1940’s Tea Dress Sewalong No. 5: Constructing the Skirt

 

How did you all get on with your bodices? We bet they’re looking lovely!
 
Today we’re going to be constructing the skirt, before attaching it onto the bodice. It’s a bit more relaxed today than earlier in the week – a couple of darts to sew and then a handful of straight seams and then we’re done. A breeze! Let’s get to it shall we?
 
Do you remember at the end of our measuring, tracing and cutting post we suggested you keep you pattern paper pinned to your cut fabric? Well today you’ll find out why. It’s dart tracing time!
 
If you’ve never sewn a dart before, let us reassure you that they are in fact very simple. It’s all down to accurate tracing and sewing. First thing we’re going to do is snip into the two ends of the dart at the raw edge of the fabric. This creates little notches – and as with all notches you want to make sure they are kept well within the seam allowance. No longer than 0.5cm please!
 
1940's Tea Dress Sewalong - Constructing the Skirt | Sew Over It
 
Next, place a pin through the dart tip. Lift up the pattern paper and, using chalk or other washable marker, mark the point where the pin comes through the fabric.
 
1940's Tea Dress Sewalong - Constructing the Skirt | Sew Over It
 
Leaving the pin in place, turn over the fabric and again mark the point where the pin comes through.
 
1940's Tea Dress Sewalong - Constructing the Skirt | Sew Over It
 
You can now remove the pattern paper from the fabric.
 
Using a ruler and chalk, carefully draw two straight lines between the notches you snipped and the point of the dart.
 
1940's Tea Dress Sewalong - Constructing the Skirt | Sew Over It
1940's Tea Dress Sewalong - Constructing the Skirt | Sew Over It
 
You might also like to draw an additional line exactly down the middle of the dart which will be your fold line for the next step.
 
Now folding the fabric right sides together, line up the notches that you cut and fold down to the dart point, creating a triangle shape. Secure the dart with pins.
 
>1940's Tea Dress Sewalong - Constructing the Skirt | Sew Over It

 
We like to place the pins lengthways down the dart so we can check the markings are properly lined up on both sides. You want the pins to poke out in exactly the same place on the other side of the fold so you know the dart will be sewn accurately when you follow the markings with your line of stitching.
 
We’re ready to sew! Always (always always!) start sewing darts at the edge of the fabric – never at the dart tip. We like to do a couple of backstitches to secure the stitches at the beginning of the dart. Slowly sew down towards the tip, removing the pins as you go.
 
1940's Tea Dress Sewalong - Constructing the Skirt | Sew Over It
 
When you get to the end, do not backstitch! This could leave you with unsightly puckers – not what you want around your derriere! Instead gently pull the fabric from the machine leaving long thread tails. Tie these thread tails together, using a pin to coax the knot down to the point of the dart. Then trim the threads.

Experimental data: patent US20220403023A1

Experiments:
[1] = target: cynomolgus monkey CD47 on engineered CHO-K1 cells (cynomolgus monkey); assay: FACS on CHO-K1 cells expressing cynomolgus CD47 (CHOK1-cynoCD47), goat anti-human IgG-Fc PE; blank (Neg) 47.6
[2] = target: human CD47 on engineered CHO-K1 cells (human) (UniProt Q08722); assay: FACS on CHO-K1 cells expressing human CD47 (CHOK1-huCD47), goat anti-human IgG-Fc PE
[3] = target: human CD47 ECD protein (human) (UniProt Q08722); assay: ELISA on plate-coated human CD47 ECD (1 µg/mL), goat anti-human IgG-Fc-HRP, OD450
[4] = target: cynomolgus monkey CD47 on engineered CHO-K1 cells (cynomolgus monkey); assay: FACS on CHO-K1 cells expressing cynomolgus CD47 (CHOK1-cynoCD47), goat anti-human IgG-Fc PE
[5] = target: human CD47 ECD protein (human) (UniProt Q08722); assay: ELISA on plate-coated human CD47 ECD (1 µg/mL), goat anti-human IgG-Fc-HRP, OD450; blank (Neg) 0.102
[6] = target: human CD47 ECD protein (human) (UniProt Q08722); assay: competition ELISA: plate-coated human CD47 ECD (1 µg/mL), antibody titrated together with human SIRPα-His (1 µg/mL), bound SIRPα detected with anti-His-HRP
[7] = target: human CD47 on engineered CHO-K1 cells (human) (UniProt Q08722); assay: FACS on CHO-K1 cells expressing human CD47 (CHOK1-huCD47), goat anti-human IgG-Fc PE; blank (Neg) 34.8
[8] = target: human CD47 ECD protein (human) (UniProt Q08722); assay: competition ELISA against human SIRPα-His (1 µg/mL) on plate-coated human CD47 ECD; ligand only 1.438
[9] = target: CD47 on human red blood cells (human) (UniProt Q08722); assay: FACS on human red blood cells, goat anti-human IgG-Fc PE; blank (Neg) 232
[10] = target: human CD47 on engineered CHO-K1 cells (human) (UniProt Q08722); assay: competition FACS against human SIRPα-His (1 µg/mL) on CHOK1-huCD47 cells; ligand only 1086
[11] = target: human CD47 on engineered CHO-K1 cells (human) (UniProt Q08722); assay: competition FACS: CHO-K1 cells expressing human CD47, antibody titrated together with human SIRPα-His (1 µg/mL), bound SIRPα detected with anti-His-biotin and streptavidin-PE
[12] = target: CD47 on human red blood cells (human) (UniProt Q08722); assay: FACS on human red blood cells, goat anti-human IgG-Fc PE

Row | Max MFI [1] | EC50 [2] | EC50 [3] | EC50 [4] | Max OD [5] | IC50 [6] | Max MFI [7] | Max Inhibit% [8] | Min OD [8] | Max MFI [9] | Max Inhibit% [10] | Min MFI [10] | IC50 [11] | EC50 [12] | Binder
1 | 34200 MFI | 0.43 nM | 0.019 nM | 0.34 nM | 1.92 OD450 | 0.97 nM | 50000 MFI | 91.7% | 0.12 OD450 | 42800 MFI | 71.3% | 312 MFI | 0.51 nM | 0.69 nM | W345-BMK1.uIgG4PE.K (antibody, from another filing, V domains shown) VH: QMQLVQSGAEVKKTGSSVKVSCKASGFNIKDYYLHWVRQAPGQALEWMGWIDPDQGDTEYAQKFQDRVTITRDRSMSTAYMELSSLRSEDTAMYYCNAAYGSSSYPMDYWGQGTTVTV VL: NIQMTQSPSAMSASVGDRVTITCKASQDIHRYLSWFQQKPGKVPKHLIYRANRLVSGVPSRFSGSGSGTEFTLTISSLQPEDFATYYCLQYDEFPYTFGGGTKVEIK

1940's Tea Dress Sewalong - Constructing the Skirt | Sew Over It
 
Press the dart towards the centre back.
 
1940's Tea Dress Sewalong - Constructing the Skirt | Sew Over It
 
Repeat this process for the other dart and then we’re ready to get to work on the rest of the skirt.
 
Let’s construct the skirt front. Pin and sew both side front panels (I) to the centre front skirt piece (K). Finish the seam allowance and press towards the back.
 

1940's Tea Dress Sewalong - Constructing the Skirt | Sew Over It
 

Join this new front skirt piece to the back panels (J) – the pieces you have just sewn the dart into. Finish the seams and press towards the back.
 
1940's Tea Dress Sewalong - Constructing the Skirt | Sew Over It
 
Now we have the whole skirt panel constructed, ready to be attached to the bodice. With right sides together, match up the side seams and front panel seams . If you have sewn everything accurately, these will match up like a dream. Pin the skirt and bodice together, and then sew. Make sure the seam allowances you have pressed towards the back don’t shift and face the other way. They can be pesky like that.
 
Finish the raw edges before pressing the seam up towards the bodice.
 
1940's Tea Dress Sewalong - Constructing the Skirt | Sew Over It
 
And voila! You now have a very fancy apron! How exciting – it looks something like a dress! Get someone to pin you in down that open centre back seam (remember that 1.5cm seam allowance) and see how you look. Absolutely gorgeous, no?
 
We wish you a fun weekend of sewing and we’ll see you back on Tuesday when we’ll be tackling the sleeves! As usual, if you come a cropper at any point leave us a comment on Facebook or tweet us at @SewOverIt and we’ll do our best to help.
 
Looking for the rest of the sewalong posts? Here they are!
Announcement
Choosing fabric
Measuring, tracing and cutting out
Assembling the bodice
 

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